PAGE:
Opinion: Teachers can show students what is real news and what is not
People don't ask people they don't know for information. Online, things are different. There, people read stories written by people they do not know all the time.
In 2016, Americans chose the next leader of the United States. People read news on the Internet about the people running for president. Some of these stories were true. Some of them were not true. Many people could not tell which was which. When websites have incorrect news, it is called "fake news."
Some Stories Lie
Fake news makes money. News websites get paid when they have more visits to the stories. More people visit the stories when they are interesting. Sometimes, people write stories that are fake just because people will read them. This way, the writers make money. It doesn't matter that the stories lie. It only matters that people click on them.
Hard To Tell The Difference
Fake news stories look just like real stories. Some readers cannot tell the difference between the two. Sometimes, people believe fake stories are true.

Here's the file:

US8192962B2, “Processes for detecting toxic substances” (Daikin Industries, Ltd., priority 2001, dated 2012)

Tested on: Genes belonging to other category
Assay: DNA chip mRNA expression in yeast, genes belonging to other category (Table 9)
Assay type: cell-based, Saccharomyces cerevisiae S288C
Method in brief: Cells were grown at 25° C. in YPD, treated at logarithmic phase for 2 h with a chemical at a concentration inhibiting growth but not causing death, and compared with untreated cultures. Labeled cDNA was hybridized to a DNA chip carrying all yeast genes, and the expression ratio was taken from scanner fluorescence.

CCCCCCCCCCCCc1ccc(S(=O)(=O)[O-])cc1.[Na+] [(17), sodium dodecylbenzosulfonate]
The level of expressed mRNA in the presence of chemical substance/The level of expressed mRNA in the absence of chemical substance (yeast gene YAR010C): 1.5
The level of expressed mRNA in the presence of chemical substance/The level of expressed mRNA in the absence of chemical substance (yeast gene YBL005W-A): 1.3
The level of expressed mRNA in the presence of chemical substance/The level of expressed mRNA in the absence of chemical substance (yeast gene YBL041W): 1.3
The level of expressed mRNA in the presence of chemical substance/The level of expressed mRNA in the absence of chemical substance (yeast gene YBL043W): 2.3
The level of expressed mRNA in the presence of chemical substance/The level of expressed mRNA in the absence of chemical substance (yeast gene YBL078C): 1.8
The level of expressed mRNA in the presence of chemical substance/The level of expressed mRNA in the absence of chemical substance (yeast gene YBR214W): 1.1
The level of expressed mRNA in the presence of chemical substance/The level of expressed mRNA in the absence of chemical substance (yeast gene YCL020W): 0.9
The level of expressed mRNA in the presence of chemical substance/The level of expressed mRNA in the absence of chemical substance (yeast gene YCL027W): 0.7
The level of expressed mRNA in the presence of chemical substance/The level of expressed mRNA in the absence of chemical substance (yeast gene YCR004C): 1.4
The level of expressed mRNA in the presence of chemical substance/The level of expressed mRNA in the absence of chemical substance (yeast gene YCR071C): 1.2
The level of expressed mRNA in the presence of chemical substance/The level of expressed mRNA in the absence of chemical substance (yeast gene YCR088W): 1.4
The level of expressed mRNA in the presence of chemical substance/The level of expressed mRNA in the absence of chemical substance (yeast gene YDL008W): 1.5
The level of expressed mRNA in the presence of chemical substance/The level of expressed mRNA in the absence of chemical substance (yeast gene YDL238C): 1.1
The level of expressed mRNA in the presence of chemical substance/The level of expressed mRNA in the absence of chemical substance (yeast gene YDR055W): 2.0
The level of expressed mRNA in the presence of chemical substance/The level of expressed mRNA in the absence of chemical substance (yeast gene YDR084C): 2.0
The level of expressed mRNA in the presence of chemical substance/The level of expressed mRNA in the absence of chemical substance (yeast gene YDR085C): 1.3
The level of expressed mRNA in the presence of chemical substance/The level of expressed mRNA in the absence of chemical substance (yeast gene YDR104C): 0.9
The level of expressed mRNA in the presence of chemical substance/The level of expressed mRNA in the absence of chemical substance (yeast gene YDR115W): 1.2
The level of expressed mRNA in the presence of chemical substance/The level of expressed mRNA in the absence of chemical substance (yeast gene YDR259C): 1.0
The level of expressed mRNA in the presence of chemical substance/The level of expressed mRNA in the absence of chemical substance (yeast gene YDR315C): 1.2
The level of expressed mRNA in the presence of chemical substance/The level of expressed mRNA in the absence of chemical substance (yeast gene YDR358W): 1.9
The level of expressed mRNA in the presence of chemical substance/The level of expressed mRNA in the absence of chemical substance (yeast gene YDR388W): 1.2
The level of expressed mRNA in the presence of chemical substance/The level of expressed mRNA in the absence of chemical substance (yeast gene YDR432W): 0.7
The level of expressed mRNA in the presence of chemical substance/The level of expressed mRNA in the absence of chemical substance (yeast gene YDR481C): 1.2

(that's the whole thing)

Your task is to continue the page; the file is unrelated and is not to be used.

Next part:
History teachers already know about this problem. T. Mills Kelly is a history teacher. He wanted to help students see how easy it is to believe fake information.
Kelly created a class called "Lying About the Past" in 2008. Students created fake websites about Edward Owens. Owens was a made-up fisherman who attacked boats in the 1870s. The fake stories students created looked just like real news. Students learned not to always trust what they read. It is not all true.
Ask The Right Questions
History class is a good place to teach students what is true and untrue. Asking the right questions helps. For example, who wrote the article? Where did they learn what they know? This way, readers can decide if the writing is trustworthy.
Everyone can write news on the Internet. Teachers need to show students what is true and what is not. This will help them stay away from fake stories. This helps us keep the United States strong. It protects our power as people.
Kevin M. Levin is a historian and educator in Boston, Massachusetts. He has written books about the Civil War. You can find him online at Civil War Memory and Twitter @kevinlevin.